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Round Up: Deposing 'The Usual Suspects' (2002)



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Credited cast:
Suzy Amis ... Edie Finneran (archive footage)
Stephen Baldwin ... Himself
Paul Bartel ... Smuggler (archive footage)
Gabriel Byrne ... Himself
Benicio Del Toro ... Himself
Peter Greene ... Redfoot (archive footage)
Dan Hedaya ... Jeff Rabin (photo)
Kenneth Kokin ... Himself (photo)
Michael McDonnell Michael McDonnell ... Himself (archive footage)
Christopher McQuarrie ... Himself
John Ottman ... Himself (archive footage)
Chazz Palminteri ... Himself
Kevin Pollak ... Himself
Pete Postlethwaite ... Kobayashi (archive footage)
Bryan Singer ... Himself


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Release Date:

2 April 2002 (USA) See more »

Company Credits

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Technical Specs




Aspect Ratio:

1.33 : 1
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Did You Know?


This documentary is featured on the Special Edition DVD for The Usual Suspects (1995), released in 2002. See more »


References Dick Tracy (1990) See more »

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User Reviews

A really enjoyable documentary with plenty of nuggets and plenty of great contributions
2 May 2004 | by bob the mooSee all my reviews

Starting with the story of how Kevin Spacey met the young director Bryan Singer, this documentary follows the casting of the film, the development of the characters within the story, the difficulties between some of the cast through to the actual shooting of the film including problems getting some scenes down and other problems involving the casts' inability to keep a straight face in the famous line up scene.

Being several smaller documentaries put into one, this documentary is broken down into sections where they talk about the casting process, the development of the characters and the actual shooting of the movie. This is the main feature on the special edition dvd and it is a very enjoyable documentary that is not only filled with interesting little stories but is actually great fun to watch. The strength of the documentary is that it was made after the film had become a massive hit and had made it onto all sorts of `top ten' lists meaning that the whole cast are there to contribute to this. Their stories and their insights are fascinating - Byrne attacking Hollywood as making `McMovies' was a surprising moment to me. Even more amusing was Pollak's story where he first meets Baldwin and says `it's very clear that your brothers have been stealing food off your plate for years and you are trying to compensate for it' - a statement that started them on a rocky road.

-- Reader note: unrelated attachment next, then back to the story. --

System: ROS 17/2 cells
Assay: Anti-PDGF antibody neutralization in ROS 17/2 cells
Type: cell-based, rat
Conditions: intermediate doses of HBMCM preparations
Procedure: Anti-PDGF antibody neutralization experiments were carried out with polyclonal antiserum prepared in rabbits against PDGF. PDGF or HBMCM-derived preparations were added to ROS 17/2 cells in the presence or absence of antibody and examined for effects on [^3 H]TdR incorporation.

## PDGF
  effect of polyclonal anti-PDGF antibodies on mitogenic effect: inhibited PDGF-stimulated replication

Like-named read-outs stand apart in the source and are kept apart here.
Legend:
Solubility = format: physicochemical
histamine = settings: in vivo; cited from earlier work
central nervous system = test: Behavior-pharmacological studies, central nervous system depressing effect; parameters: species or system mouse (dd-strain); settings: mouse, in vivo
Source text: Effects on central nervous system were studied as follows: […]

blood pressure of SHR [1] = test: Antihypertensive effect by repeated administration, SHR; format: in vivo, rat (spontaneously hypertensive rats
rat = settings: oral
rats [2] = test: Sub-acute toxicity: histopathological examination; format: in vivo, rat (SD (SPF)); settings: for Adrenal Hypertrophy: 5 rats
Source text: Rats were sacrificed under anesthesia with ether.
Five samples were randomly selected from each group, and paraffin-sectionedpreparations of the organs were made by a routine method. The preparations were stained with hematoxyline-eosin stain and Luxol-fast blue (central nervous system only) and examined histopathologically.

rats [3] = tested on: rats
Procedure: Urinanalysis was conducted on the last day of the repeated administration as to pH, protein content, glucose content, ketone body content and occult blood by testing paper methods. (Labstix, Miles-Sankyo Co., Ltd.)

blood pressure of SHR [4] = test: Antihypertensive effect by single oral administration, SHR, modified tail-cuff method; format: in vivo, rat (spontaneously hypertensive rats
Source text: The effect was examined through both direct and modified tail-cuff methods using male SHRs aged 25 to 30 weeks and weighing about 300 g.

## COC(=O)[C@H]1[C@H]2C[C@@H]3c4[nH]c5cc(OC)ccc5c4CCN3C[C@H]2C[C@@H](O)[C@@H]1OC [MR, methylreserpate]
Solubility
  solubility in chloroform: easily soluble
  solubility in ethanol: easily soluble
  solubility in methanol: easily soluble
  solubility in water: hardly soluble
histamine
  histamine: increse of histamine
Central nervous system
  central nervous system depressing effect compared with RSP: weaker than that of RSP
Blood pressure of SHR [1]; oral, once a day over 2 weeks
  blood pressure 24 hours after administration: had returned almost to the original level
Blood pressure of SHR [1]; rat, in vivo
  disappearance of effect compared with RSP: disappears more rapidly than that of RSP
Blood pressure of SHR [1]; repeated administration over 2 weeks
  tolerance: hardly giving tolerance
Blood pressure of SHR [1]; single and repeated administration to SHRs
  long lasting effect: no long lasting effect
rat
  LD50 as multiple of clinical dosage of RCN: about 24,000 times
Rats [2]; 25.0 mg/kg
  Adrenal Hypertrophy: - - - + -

It's lots and lots of little things like this that make this not only interesting but also enjoyable - you really feel like the cast have spent a lot of time talking to the camera about this film rather than the usual talking head rubbish that is taken from tv interviews and stuck together as a `featurette' on lesser disks. Only Pete Postlethwaite is absent and Chazz Palminteri seems to have been on a very tight schedule - but generally everyone else is great and there are only about two moments where it does the obligatory gushing over each other's abilities and such.

Overall, I could easily list all the interesting stories and comments that make this an enjoyable documentary to watch but it is easier for you to go and see it yourself. It is not all involved with the technical aspects of making the film but it is like having a lot of friends round to your house and reminisce about a good time you shared. Not only is it interesting but it is simply a lot of fun to watch - a great addition to a great movie.

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